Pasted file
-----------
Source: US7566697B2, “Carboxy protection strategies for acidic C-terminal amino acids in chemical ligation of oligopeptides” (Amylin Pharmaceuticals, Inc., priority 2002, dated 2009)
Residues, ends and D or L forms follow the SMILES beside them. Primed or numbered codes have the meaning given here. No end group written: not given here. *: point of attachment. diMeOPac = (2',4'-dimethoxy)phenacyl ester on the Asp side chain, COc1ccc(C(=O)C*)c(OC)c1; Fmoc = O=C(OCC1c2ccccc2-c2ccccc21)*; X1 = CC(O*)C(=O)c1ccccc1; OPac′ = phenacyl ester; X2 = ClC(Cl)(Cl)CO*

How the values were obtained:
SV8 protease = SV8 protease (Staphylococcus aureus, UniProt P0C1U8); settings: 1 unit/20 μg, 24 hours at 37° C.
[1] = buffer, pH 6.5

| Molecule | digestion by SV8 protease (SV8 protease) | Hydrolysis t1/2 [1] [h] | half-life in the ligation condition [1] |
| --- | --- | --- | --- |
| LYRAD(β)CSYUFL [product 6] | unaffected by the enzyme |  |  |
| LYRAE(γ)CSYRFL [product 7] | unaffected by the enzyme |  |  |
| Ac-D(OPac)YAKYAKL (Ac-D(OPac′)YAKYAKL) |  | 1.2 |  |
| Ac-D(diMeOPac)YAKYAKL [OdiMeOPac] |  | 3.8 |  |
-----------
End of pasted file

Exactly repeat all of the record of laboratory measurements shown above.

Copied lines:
Source: US7566697B2, “Carboxy protection strategies for acidic C-terminal amino acids in chemical ligation of oligopeptides” (Amylin Pharmaceuticals, Inc., priority 2002, dated 2009)
Residues, ends and D or L forms follow the SMILES beside them. Primed or numbered codes have the meaning given here. No end group written: not given here. *: point of attachment. diMeOPac = (2',4'-dimethoxy)phenacyl ester on the Asp side chain, COc1ccc(C(=O)C*)c(OC)c1; Fmoc = O=C(OCC1c2ccccc2-c2ccccc21)*; X1 = CC(O*)C(=O)c1ccccc1; OPac′ = phenacyl ester; X2 = ClC(Cl)(Cl)CO*

How the values were obtained:
SV8 protease = SV8 protease (Staphylococcus aureus, UniProt P0C1U8); settings: 1 unit/20 μg, 24 hours at 37° C.
[1] = buffer, pH 6.5

| Molecule | digestion by SV8 protease (SV8 protease) | Hydrolysis t1/2 [1] [h] | half-life in the ligation condition [1] |
| --- | --- | --- | --- |
| LYRAD(β)CSYUFL [product 6] | unaffected by the enzyme |  |  |
| LYRAE(γ)CSYRFL [product 7] | unaffected by the enzyme |  |  |
| Ac-D(OPac)YAKYAKL (Ac-D(OPac′)YAKYAKL) |  | 1.2 |  |
| Ac-D(diMeOPac)YAKYAKL [OdiMeOPac] |  | 3.8 |  |